12 documents, would they be able to give us an original of one of the

13 documents. I would like to obtain the original of 0026-8737, which is one

14 of these documents that was handed to us in an illegible version and,

15 yesterday, in a legible version.

16 JUDGE ORIE: Are the originals available, Mr. Stamp?

17 MR. STAMP: We have some available, and we are sending for them.

18 I'm very happy that my friend has taken advantage of our invitation to

19 inspect.

20 So perhaps we could continue with his cross-examination. They

21 have been sent for, the document that he asked for.

22 JUDGE ORIE: So Mr. Piletta-Zanin, if it's there, it will be in

23 the courtroom soon. Please proceed. Perhaps if you have any other

24 subject to touch upon.

25 MR. PILETTA-ZANIN: [Interpretation] Very well. Thank you very

Page 6912

1 much. We can begin by examining these famous medical documents. I would

2 like to show the witness, Mr. Usher, please, all the medical documents

3 such as they were tendered yesterday by the Prosecution. It's

4 Document 3061.1, and the questions will follow.

5 JUDGE ORIE: May I assume that you want to have the B/C/S version

6 to be presented to the witness?

7 MR. PILETTA-ZANIN: [Interpretation] Yes. It basically comes to

8 the same thing but, yes, we may show the witness the B/C/S version. And

9 we will work together with the English text there. Regarding the document

10 we wish to present the witness with, I believe it bears number D91.

11 Cross-examined by Mr. Piletta-Zanin:

12 Q. [Interpretation] Witness, do you recognise the documents that were

13 shown to you just now?

14 A. Yes, from my personal experience, I am familiar with this kind of

15 document.

16 Q. Very well. Witness, could you please read out loud in the Serbian

17 language the heading of this document, or that is to say, what do we see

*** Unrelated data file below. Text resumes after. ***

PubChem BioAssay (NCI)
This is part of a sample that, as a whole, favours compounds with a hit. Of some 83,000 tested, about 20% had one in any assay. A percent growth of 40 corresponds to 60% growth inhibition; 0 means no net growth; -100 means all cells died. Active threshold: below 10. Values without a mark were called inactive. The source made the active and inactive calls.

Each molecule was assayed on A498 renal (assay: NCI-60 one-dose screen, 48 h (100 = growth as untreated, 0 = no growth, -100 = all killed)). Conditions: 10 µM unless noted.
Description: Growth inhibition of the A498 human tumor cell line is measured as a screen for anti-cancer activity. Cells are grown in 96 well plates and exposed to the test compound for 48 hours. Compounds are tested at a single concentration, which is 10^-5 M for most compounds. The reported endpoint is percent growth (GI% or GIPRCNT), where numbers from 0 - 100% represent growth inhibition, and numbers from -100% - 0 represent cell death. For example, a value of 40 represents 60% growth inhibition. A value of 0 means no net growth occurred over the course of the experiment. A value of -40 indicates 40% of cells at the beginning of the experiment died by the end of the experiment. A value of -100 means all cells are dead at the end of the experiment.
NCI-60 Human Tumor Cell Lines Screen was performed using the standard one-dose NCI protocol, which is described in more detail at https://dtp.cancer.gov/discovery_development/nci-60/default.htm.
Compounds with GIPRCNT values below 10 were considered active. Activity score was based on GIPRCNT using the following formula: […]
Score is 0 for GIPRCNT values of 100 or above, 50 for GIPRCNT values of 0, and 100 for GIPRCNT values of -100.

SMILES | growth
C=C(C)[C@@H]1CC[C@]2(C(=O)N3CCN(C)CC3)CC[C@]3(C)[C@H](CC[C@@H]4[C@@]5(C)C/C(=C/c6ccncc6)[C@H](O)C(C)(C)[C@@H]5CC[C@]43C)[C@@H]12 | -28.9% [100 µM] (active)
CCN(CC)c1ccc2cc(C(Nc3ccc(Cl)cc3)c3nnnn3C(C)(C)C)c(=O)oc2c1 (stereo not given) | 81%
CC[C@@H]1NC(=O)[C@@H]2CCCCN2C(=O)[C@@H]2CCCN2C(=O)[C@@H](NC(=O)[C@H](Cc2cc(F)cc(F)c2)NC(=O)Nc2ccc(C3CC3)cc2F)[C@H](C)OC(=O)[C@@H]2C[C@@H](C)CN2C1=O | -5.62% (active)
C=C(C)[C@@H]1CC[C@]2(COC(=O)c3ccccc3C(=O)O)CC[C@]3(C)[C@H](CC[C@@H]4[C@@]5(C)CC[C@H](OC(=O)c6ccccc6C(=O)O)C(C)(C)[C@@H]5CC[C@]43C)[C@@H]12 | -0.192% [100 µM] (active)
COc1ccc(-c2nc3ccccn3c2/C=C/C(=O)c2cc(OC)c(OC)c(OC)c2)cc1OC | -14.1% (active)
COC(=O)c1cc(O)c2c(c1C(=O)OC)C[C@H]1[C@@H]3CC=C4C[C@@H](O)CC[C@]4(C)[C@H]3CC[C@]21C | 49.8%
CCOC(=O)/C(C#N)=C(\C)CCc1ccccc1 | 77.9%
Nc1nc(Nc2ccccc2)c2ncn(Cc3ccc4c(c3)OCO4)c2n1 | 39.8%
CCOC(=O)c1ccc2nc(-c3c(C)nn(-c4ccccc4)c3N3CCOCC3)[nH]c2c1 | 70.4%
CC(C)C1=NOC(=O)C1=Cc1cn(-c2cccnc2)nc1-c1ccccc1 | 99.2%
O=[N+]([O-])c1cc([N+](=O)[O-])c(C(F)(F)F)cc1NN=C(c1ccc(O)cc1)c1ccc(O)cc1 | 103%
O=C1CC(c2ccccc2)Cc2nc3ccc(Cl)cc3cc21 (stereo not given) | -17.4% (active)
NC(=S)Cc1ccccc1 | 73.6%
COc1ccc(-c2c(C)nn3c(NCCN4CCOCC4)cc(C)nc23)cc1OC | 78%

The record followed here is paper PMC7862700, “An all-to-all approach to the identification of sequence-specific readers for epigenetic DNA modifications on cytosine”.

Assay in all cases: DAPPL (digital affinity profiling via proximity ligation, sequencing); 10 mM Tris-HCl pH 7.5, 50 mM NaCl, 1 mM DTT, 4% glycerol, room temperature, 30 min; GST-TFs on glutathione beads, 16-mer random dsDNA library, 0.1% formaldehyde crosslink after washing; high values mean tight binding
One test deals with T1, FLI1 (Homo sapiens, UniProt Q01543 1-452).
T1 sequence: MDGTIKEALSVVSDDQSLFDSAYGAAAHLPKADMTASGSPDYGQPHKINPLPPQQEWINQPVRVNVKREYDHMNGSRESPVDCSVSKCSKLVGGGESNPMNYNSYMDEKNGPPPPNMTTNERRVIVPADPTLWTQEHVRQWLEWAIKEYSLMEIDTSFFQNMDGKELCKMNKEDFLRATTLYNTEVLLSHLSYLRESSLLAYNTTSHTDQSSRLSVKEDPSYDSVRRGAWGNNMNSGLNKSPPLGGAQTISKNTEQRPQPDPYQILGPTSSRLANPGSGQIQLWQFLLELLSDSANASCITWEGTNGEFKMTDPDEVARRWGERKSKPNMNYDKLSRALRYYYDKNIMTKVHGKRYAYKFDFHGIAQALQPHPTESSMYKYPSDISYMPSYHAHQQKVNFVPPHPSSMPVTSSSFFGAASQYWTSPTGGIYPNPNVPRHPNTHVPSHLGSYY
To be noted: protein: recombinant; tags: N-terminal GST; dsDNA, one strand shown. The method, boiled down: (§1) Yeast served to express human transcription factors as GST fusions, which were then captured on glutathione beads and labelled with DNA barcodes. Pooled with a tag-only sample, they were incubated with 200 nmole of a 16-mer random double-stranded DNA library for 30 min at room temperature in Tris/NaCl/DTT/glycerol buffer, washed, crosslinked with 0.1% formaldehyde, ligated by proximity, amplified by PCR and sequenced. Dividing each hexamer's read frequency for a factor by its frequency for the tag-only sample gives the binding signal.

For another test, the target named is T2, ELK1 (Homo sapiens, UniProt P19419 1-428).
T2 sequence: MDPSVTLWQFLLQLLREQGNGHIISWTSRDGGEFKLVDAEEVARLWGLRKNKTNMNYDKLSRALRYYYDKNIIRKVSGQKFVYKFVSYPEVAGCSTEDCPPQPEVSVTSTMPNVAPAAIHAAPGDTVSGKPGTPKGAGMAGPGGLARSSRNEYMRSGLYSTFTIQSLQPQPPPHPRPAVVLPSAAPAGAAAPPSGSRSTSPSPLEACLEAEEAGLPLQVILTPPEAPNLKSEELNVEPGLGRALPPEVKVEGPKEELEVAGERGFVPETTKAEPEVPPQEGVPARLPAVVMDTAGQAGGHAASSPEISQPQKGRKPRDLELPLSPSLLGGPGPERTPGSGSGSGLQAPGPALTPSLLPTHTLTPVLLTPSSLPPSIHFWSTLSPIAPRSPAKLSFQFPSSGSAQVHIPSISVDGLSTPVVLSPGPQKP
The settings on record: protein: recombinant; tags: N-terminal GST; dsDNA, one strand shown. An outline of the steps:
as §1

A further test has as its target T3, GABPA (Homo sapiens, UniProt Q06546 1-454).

18 right after the words "izvod protokola," so that the interpreters may

19 translate that as we go along, please.

20 A. "Extract from the protocol of the examination/post-mortem of the

21 dead bodies."

22 Q. Thank you. Witness, since you just told me there probably is a

23 register of autopsies somewhere, since what you have before you is only an

24 excerpt from that register. Is that correct?

25 A. Yes.

Page 6913

1 Q. Thank you. Witness, did you yourself see -- have you ever seen

2 such a book, such a logbook or a register?

3 A. Yes, I have had the occasion to see such a protocol.

4 Q. Witness, would you kindly look at the first document that we were

5 handed, document bearing the mark 535. Do you have this document before

6 you?

7 A. Yes.

8 Q. Thank you.

9 Can you tell us, what do you read in the section "date of birth"?

10 Is there something following the words "date of birth"?

11 A. No. It is unfilled. It is empty.

12 Q. Same thing goes for the second line where we see in the Serbian

13 language "date of examination." Is there a date, in fact?

14 A. No, there is no date.

15 Q. Thank you. Witness, since the examination registers and the

16 autopsy registers exist and you have seen them, could you tell us when

17 were the autopsies carried out, on what date?

18 A. I don't know which autopsies you are referring to.

19 Q. Very well, Witness. I'm referring to each of the autopsies that

20 were undoubtedly carried out for each of the patients that are listed in

21 the document that you have before you bearing mark P3061.1 in its

22 translated version.

23 A. I cannot confirm the correct date of the autopsy of the deceased